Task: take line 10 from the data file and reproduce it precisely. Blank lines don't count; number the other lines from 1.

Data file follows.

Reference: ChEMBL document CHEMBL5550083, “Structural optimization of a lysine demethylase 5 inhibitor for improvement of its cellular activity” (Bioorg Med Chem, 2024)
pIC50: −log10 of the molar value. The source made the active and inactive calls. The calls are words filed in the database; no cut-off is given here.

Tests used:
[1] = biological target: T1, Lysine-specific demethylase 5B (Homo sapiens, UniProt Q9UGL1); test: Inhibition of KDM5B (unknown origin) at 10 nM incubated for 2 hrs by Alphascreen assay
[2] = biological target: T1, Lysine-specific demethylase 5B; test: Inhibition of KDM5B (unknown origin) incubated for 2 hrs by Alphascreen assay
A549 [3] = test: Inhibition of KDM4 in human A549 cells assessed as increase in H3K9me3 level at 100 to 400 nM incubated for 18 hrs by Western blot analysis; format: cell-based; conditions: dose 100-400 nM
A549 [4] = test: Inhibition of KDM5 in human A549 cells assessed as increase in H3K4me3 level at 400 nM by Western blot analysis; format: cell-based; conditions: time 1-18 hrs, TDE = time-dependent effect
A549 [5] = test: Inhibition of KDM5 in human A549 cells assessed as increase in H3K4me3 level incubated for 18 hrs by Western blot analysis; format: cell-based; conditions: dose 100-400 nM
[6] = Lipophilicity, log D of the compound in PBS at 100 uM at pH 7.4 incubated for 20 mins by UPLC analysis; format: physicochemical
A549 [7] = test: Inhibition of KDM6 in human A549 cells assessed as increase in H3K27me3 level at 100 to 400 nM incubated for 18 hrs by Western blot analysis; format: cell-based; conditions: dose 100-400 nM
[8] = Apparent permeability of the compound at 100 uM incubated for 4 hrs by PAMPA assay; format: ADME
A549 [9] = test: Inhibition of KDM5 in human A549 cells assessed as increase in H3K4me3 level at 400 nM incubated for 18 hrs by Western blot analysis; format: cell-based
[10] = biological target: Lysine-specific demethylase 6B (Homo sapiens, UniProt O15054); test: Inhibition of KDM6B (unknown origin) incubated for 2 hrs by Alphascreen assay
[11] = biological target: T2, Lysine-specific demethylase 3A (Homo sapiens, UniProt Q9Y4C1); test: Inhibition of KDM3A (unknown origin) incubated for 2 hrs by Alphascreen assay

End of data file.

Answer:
A549 [7] = test: Inhibition of KDM6 in human A549 cells assessed as increase in H3K27me3 level at 100 to 400 nM incubated for 18 hrs by Western blot analysis; format: cell-based; conditions: dose 100-400 nM